The New York Times briefly mentions that two famous economists disagree with each other--All the news that fits! They being Nobel laureate Amrtya Sen and Jagdish Bhagwati;
Mr. Sen argues that India, almost alone among emerging Asian nations, has failed to invest substantially in the health and welfare of its people. This failure could doom its economy and people, he says, because a country’s future growth depends just as much on its social infrastructure as its physical state.
India’s economy grew nearly 8 percent annually in the past 10 years, second only to China among major economies. This improved incomes for hundreds of millions and created a growing middle class....
But Mr. Sen argues that India’s growth has failed to translate into substantially better lives for hundreds of millions of others.Followed by several paragraphs of how poor, malnourished, ill-educated are millions of Indians. Setting the stage for the Time's Gardiner Harris's claim that his rival is shrill, his verbal criticism is downright nasty. Well, judge for yourselves, thanks to Russ Roberts Econtalk podcast, out just this week.
Personally, we are of the school that thinks Bhagwati could quit his day job and make it as a writer for Jay Leno;
...this is a very important point, actually, the growth itself, as we doubtless know here, too, means that your revenues at any given tax rate are likely to go up. Once the revenues go up, then you can spend money additionally to improve the poor, not just by giving them gainful employment, but you can additionally improve their welfare by basically spending on health and education, mainly for the poor. So these we call redistribution, but they are social expenditures. And so that is the secondary impact. So that is something which we see in India right now, which is a lot of revenue has come in, enabling us finally to do something about health, education, etc., because the Prime Minister, who is a friend of mine from 60 years ago, we were at college together at Cambridge, he often would say: Look, I would like to spend more, but where the hell do I get the money from? Because you know, people like Amartya Sen and [?] used to just say, well we can spend money by reducing, you know, the expenditure [tanks]. If you don't buy a [tank] you can build 5 primary schools. But that is pure arithmetic. Go into the political process and say, I'm going to reduce defense? That's not always possible, particularly for countries like India which are surrounded by lots of--like Myanmar to our East, which is Burma, and then you've got insurgencies in the northeast, and the Chinese dabbling there and Pakistan on the other side. And then we've got Sri Lanka below, which also is being cultivated by the Chinese in a big way. But given all that, for me to go and say that we could reduce spending so we could have 5 more primary schools--they'll just tell me to go back to Columbia and teach there. Because that's not a valid thing. But on the other hand, if you are generating more revenues, that is really going to help. And that is what has happened. We see therefore a sequencing for large countries with too few rich and too many poor, and that applies to all the countries I mentioned. We first have to grow the economy. Then we come in, in a proper sequence, to spending more on social expenditures. Of course you can spend more at any time, but not significantly enough to make a difference to my argument.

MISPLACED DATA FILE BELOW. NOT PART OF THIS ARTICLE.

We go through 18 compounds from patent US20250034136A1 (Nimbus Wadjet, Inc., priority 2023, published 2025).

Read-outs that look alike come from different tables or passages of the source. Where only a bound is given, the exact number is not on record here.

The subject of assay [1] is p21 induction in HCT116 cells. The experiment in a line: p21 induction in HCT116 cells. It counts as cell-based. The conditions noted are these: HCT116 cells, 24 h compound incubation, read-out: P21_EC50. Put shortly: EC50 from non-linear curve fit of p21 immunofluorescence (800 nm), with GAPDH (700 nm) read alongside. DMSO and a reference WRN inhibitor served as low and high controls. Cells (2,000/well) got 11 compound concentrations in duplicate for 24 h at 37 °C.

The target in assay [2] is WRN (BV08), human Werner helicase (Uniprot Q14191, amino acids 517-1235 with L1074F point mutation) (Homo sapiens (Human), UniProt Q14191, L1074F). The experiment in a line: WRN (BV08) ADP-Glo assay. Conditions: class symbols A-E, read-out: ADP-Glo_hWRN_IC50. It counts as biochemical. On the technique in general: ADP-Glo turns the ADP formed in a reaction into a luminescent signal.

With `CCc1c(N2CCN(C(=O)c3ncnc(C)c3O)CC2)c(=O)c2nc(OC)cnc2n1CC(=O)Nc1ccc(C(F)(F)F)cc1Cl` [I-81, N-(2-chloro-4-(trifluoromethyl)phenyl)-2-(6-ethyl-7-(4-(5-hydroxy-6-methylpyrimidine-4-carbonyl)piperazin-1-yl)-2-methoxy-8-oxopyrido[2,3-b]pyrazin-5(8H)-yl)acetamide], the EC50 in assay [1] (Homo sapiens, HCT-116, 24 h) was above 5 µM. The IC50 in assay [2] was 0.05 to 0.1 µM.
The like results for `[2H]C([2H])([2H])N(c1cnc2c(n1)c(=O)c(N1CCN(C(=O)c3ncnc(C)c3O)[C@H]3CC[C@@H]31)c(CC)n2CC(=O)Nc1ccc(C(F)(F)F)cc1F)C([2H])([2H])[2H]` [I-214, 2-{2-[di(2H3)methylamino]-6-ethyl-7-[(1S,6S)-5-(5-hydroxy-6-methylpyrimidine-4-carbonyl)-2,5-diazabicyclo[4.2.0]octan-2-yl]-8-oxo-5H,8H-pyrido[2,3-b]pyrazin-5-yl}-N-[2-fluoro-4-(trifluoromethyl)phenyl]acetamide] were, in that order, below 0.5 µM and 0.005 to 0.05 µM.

....So any of my opponents, like Amartya Sen and so on, they don't have any such analysis on their side. They just assume that if it's growth, it's going to be for people like you and me and them. It's not going to be for the poor people. But that's not true.There's quite a bit more evidence marshalled by Bhagwati that India's poor have had their lives improved by the growth that followed the elimination of the License Raj in the early 1990s. Evidence that the Times' reporter doesn't mention.